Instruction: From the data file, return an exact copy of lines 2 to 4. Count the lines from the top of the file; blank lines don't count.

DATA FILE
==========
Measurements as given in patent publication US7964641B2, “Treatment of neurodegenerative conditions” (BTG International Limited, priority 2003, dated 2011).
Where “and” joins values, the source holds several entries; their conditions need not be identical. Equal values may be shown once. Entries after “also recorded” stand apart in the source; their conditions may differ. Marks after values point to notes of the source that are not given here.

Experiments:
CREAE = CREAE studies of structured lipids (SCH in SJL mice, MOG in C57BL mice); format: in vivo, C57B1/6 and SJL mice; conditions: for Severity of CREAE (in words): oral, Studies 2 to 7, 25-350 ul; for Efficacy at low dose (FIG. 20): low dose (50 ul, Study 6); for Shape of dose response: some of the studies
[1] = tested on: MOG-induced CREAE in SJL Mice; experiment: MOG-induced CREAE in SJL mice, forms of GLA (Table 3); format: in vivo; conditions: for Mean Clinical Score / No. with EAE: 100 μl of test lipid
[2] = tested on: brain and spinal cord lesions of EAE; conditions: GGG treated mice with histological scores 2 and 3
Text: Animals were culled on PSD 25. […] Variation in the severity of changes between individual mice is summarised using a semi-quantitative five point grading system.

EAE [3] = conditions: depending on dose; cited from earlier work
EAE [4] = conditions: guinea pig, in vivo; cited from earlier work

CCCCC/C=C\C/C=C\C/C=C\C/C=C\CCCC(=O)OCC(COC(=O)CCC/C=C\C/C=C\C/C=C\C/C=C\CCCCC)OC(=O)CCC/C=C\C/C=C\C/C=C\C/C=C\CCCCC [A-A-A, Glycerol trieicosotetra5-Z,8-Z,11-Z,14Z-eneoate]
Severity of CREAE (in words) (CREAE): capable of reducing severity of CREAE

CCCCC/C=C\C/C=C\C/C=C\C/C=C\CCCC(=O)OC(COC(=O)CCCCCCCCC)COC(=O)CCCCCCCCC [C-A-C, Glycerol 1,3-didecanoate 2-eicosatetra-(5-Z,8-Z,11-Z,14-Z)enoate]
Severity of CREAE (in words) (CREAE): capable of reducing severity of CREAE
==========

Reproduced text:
Where “and” joins values, the source holds several entries; their conditions need not be identical. Equal values may be shown once. Entries after “also recorded” stand apart in the source; their conditions may differ. Marks after values point to notes of the source that are not given here.

Experiments:
CREAE = CREAE studies of structured lipids (SCH in SJL mice, MOG in C57BL mice); format: in vivo, C57B1/6 and SJL mice; conditions: for Severity of CREAE (in words): oral, Studies 2 to 7, 25-350 ul; for Efficacy at low dose (FIG. 20): low dose (50 ul, Study 6); for Shape of dose response: some of the studies